Eliza Snow, Zion’s Poetess

Perhaps the image most people have when they think of Mormon music is that of the Mormon Tabernacle Choir and its towering, soaring rendition of hymns.   In my book, I feature no Mormon women.  That oversight is now corrected.

The most remarkable Eliza Roxcy Snow was born in Massachusetts to Baptist parents, but the Snows welcomed many different religious believers into their home. The family moved to Ohio when Roxcy was two.  Her father held several public offices and she often helped him with clerical duties which helped her develop organizational skill useful to her in later life.  In 1828, they joined Alexander Campbell’s movement, the Disciples of Christ.  When Joseph Smith moved into Hiram, Ohio in 1831 four miles from the Snow family farm, Snow’s mother and sister joined Smith’s Church of Christ.  In 1835, Roxcy was baptized into the Mormon Church and moved to Kirtland, Ohio, the church headquarters.  She donated her fairly large inheritance to the building of the Kirtland Temple.  Roxcy taught school for Smith’s extended family and influenced her younger brother, Lorenzo to become a Mormon.  Lorenzo later became the church’s fifth president.    As the church moved west, she also moved.  After Smith was killed in June of 1844, she claimed to have secretly wed him in June of 1842 as a plural wife.  This, however contrasted with a thousand signature petition she organized in June, 1842 denying Smith was connected with polygamy.  As secretary of the Ladies’ Relief Society, she published a certificate in October 1842 denouncing polygamy.  It appears she must have been conflicted on this subject, at least in this time frame.  Meanwhile, she became the first secretary of the Nauvoo Ladies’ Relief Society under the presidency of Emma, Smith’s first wife.  After Smith’s death, she married Brigham Young as a plural wife and traveled west to the Salt Lake Valley in October 1847.  She always sat to the right of Brigham Young at dinner and family prayer and was his right hand man, for he consulted with her over most things.   When Young appointed her president of a reorganized Relief Society in 1866, she traveled throughout the Utah territory to encourage women to attend meetings, sustain the male leaders and support Young’s programs.  As president of the society until her death in 1887, she emphasized spirituality and self-sufficiency.  The Society sent women to medical school, opened a hospital, operated cooperative stores, and built granaries.  At her death, the relief society had over 22,000 members.  In addition, she traveled all over Utah to promote women’s suffrage, became the editor of the first woman’s newspaper in the world, Women’s Exponent, edited a women’s magazine, helped found Utah’s first hospitals, oversaw a women’s cooperative store, created a silk industry run by LDS women, and published Sunday School hymnals, all to further build the Kingdom of God on earth.  I imagine she could find the time to do all this because, unlike most women of that era, she had no children of her own.  Though she was buried next to Brigham Young, she took the name of Smith in her later years.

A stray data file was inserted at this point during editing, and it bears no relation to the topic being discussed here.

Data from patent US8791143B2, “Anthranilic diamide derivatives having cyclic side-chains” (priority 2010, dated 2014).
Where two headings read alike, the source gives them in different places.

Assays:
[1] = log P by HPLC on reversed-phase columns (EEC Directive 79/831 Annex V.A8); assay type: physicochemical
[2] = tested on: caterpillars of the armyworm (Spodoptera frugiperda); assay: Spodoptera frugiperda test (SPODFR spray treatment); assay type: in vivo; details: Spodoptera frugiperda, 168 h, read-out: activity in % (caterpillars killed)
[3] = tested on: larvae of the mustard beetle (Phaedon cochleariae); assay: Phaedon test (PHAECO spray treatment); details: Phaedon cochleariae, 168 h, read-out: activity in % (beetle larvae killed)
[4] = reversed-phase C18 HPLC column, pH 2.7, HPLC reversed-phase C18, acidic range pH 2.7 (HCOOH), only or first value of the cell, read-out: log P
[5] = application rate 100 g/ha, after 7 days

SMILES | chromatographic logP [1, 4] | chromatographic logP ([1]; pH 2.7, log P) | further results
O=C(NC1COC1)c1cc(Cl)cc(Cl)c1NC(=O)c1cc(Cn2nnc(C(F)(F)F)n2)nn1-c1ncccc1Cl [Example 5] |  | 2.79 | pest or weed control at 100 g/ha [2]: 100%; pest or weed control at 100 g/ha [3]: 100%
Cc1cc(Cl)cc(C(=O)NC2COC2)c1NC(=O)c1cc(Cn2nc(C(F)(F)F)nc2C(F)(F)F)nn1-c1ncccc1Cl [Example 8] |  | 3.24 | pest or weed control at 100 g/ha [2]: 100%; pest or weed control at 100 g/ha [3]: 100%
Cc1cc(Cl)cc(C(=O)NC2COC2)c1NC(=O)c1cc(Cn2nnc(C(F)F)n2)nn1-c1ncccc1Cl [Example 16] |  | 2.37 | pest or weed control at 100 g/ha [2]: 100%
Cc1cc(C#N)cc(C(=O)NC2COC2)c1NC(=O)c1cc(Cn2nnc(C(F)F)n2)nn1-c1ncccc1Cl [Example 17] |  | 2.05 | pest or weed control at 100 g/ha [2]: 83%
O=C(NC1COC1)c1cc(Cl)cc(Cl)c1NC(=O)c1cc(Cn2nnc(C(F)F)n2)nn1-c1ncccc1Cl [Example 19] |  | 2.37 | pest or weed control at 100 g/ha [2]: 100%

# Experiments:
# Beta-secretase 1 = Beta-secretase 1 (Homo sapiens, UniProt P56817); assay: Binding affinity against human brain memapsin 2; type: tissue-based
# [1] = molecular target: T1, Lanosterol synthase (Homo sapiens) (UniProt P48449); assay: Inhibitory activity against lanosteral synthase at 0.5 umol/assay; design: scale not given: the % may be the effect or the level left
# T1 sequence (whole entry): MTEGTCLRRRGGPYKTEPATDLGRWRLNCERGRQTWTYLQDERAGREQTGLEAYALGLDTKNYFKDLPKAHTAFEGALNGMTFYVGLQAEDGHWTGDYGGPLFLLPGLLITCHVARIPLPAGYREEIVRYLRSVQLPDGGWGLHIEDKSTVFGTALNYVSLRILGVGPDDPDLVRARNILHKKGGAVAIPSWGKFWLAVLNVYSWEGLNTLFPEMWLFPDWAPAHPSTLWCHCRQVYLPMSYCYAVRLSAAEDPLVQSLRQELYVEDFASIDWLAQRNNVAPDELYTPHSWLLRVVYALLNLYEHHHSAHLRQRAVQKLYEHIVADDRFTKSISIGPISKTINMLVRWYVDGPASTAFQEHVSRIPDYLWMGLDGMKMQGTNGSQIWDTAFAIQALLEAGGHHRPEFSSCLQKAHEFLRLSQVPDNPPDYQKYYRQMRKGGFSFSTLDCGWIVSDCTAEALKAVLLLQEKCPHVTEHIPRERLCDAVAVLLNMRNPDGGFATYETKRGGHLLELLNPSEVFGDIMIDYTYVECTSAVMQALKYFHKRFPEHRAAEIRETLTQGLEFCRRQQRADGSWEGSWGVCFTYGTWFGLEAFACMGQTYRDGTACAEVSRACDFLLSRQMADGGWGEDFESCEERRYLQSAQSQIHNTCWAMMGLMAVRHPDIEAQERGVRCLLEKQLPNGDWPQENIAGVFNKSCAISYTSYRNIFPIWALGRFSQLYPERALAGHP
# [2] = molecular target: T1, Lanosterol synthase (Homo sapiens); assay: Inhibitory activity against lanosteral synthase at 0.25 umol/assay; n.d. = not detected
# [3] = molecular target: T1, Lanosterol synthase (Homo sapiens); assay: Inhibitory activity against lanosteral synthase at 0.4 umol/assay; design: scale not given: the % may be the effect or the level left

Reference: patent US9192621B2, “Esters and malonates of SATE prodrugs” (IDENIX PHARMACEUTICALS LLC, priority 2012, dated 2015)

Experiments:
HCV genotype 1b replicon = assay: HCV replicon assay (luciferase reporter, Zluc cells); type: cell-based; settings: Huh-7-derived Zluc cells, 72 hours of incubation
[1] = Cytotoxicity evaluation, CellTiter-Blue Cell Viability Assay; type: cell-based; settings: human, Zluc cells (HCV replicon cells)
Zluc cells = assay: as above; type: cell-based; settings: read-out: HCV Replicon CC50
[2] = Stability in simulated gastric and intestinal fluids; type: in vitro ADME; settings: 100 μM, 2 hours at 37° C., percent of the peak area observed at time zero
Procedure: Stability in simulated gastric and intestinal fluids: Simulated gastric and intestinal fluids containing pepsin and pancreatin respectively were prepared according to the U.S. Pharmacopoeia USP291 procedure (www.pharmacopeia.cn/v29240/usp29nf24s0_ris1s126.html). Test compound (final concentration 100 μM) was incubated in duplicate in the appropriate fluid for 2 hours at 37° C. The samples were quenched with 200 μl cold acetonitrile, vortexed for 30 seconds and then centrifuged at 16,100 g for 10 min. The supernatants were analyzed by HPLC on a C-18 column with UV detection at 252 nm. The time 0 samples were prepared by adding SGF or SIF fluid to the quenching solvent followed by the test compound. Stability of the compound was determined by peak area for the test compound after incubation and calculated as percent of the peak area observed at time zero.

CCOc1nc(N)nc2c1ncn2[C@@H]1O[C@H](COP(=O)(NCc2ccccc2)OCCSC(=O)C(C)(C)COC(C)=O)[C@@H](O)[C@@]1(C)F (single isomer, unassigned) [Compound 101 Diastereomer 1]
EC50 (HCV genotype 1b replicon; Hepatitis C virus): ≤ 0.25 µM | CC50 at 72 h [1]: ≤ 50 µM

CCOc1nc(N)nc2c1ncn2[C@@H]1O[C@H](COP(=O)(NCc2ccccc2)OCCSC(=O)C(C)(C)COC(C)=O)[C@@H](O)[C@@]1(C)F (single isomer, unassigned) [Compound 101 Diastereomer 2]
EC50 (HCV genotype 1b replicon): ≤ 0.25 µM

Even before her acquaintance with the Mormon Church, she wrote poetry, even writing school lessons in rhyme.  From 1826 to 1832, she published over 20 poems under several pen names.  Some of her poems were later set to music and became important Mormon hymns.  She continued to write religious poetry that was set to music throughout her life. Roxcy wrote as she went to Salt Lake Valley documenting the trail and Utah life.  Joseph Smith called her “Zion’s Poetess”.   Today, the Mormon hymnal includes ten of her works.   One hymn, “Great is the Lord” was published in the Latter Day Saints hymnal in 1835.  Though it has been attached to different tunes, a current LDS composer, Joan Lisonbee Sowards, has put the poem to music.